Glenfiddich Whisky Distillery

Glenfiddich Whisky Distillery & Story

Glenfiddich whisky distillery is in the heart of the Speyside region on the outskirts of Dufftown in the Scottish Highlands,.

This is a family firm founded by William Grant in 1886 . The Glenfiddich (glen-fidd-ick) distillery has been crafting richly fruity single malt whiskies for over 130 years.

Limited edition malt whiskies and vintage old  and rare Glenfiddich always appeal to collectors.

How the Glenfiddich Whisky Distillery story began

In September 1886, after 20 years of saving from his annual salary of £100, William Grant could finally realise his dream of creating “the best dram in the valley”.

He bought some second-hand distillery equipment and land near the River Fiddich in Speyside- the heart of the Scottish Highlands.

Here Grant, with his wife, seven sons, two daughters and one stonemason built the Glenfiddich distillery with their bare hands.

The entire project cost £800 (=£96,000 at todays values).

On Christmas day in 1887, William Grant and Son’s Glenfiddich Pure Malt Whisky ran from the stills.

Inspired by William Grant’s success, rival distilleries began to mushroom in the area. Grant’s response was to purchase more land and water rights, and in 1892 this former cattle-herder of the Duke of Fife became master of the Duke of Fife’s Balvenie castle.

He converted his castle into his second distillery (this time he could afford to hire a workforce). Balvenie remains the only distillery in the Highlands to farm its own barley.

In 1898, Pattison Limited, the biggest whisky wholesalers and blenders in Scotland and Grants biggest customer, went bankrupt.

With Pattison’s collapse, the country was filled with unsold surplus stock and many distillers were permanently ruined.

Grant himself had massive debt, but his response was characteristic of his adventurous spirit. He decided to expand from distilling to wholesale, blending and exporting.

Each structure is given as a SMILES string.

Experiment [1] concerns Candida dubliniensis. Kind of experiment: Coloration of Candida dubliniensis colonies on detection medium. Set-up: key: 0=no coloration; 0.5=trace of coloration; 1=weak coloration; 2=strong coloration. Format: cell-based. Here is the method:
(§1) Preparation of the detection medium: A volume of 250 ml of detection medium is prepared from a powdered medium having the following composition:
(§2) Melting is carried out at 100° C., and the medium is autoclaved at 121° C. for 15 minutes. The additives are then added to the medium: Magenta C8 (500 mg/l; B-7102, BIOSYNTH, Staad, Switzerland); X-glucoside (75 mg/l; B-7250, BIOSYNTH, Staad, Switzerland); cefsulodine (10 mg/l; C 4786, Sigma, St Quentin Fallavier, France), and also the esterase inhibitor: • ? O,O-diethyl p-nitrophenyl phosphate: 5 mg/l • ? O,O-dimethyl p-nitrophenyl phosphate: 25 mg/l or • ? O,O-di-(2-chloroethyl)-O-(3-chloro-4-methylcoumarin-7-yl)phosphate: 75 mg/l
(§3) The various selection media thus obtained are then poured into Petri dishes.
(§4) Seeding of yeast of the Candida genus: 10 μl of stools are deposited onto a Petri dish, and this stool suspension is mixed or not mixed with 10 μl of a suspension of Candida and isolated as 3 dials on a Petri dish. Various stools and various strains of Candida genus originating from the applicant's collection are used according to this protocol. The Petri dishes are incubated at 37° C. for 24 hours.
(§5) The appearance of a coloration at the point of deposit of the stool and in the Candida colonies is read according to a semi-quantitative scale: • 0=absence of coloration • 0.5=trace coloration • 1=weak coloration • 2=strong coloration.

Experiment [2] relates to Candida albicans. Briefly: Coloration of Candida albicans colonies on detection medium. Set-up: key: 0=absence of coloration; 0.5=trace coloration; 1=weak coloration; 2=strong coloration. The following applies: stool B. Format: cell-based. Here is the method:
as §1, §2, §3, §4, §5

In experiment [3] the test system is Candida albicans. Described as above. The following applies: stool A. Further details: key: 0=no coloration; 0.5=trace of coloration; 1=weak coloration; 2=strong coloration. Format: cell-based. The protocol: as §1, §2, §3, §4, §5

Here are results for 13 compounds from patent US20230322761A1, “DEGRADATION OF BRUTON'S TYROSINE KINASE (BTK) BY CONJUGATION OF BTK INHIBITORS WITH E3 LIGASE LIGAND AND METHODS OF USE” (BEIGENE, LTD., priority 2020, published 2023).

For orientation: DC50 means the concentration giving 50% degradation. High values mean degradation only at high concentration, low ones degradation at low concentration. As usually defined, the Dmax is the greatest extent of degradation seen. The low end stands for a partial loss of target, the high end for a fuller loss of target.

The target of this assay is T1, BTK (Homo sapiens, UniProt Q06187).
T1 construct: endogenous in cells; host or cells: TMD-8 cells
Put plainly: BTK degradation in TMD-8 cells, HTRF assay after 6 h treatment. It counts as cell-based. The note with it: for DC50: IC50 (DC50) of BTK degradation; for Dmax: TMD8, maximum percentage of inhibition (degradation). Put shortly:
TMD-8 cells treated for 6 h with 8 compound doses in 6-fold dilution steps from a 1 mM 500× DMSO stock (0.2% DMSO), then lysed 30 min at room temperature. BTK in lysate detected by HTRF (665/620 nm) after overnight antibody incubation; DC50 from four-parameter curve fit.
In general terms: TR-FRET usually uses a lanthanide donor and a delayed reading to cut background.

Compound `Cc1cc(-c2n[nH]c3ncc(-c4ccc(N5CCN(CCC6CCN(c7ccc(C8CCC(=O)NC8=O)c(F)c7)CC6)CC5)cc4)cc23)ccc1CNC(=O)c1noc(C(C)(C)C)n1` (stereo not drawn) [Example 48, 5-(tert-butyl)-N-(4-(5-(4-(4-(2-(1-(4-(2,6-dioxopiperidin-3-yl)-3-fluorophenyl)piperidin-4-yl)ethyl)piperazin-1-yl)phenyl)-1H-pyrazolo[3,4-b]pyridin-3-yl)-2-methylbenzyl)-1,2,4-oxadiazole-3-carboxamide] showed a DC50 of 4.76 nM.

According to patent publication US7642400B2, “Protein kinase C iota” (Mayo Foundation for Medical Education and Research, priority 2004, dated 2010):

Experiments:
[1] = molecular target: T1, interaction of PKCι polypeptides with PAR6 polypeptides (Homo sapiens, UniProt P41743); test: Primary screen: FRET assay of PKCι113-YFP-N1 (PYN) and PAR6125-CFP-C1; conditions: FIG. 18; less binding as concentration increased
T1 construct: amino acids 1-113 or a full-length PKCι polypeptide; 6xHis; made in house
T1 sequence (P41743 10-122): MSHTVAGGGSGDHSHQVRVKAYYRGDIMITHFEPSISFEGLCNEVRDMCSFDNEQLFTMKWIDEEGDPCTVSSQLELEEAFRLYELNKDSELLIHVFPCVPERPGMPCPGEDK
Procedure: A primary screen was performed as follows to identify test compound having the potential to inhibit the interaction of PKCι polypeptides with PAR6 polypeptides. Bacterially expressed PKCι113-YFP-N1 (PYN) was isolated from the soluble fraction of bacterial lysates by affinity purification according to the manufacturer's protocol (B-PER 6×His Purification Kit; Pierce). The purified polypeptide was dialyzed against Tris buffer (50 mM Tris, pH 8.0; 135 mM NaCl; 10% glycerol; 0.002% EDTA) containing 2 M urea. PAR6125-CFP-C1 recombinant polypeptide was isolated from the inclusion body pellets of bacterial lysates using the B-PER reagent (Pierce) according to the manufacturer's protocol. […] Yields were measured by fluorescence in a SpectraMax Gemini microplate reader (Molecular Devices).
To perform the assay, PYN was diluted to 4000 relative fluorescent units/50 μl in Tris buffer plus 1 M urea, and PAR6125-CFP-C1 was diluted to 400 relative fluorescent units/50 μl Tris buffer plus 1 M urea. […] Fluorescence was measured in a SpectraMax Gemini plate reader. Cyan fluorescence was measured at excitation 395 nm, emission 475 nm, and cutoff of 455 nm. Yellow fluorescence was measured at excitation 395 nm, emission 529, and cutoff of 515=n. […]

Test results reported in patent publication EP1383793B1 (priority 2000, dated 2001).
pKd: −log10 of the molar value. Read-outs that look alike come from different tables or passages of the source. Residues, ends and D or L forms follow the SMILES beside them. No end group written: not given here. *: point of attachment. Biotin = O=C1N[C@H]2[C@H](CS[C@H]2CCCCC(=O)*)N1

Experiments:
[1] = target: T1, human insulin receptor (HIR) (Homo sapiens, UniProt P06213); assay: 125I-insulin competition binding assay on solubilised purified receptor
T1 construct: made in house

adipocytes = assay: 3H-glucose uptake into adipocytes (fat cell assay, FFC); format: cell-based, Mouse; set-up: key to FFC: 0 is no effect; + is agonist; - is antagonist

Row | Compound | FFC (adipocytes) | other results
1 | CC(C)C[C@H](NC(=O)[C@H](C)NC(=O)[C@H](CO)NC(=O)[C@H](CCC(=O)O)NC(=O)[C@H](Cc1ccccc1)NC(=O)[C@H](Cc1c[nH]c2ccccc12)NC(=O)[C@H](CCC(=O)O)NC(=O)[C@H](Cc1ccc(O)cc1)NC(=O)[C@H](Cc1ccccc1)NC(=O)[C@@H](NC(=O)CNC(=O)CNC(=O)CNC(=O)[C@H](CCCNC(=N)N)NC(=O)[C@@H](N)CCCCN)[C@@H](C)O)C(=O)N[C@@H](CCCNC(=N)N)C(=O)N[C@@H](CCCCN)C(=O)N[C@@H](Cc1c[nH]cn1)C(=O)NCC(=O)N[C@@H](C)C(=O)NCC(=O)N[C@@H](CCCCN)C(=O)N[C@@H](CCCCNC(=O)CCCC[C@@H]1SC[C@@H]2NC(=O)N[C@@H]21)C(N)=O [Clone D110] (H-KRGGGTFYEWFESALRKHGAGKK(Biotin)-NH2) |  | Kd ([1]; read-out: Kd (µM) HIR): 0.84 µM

In 1903, still feeling the repercussions of the 1898 Pattison crash, Willliam Grant brought his son in law, Charles Gordon into the firm. He sent Gordon and his own son Charles Grant, on an export drive.

They set up a whisky store in Glasgow, but after six weeks and 503 calls, Charles Gordon had only sold 12 bottles and Charles Grant just two cases.

Through sheer dogged determination, more business began to trickle in. Enough so, that in 1904 William Grant opened his first official export office in Blackburn, Lancashire to meet growing demand.

That same year, William Grant’s son John, made the company’s first overseas export trip.

In autumn 1904 John set sail for Canada, and in 1905 established the company’s first agencies in Canada and the USA.

Inspired by the success of overseas sales in North America. In 1909 Charles Gordon undertook an extraordinary tour of the East in search of new markets. He went to India, Singapore, Japan, Australia and finally New Zealand before returning home in 1910.  

Surprisingly it wasn’t until 1911 the Grant family ventured into the European market and the first agencies were set up in Scandinavia, Germany and Holland.

Rationing efforts during World War I coincided with increasing prohibitionist sentiment to cut into the growth of the Scottish whisky industry.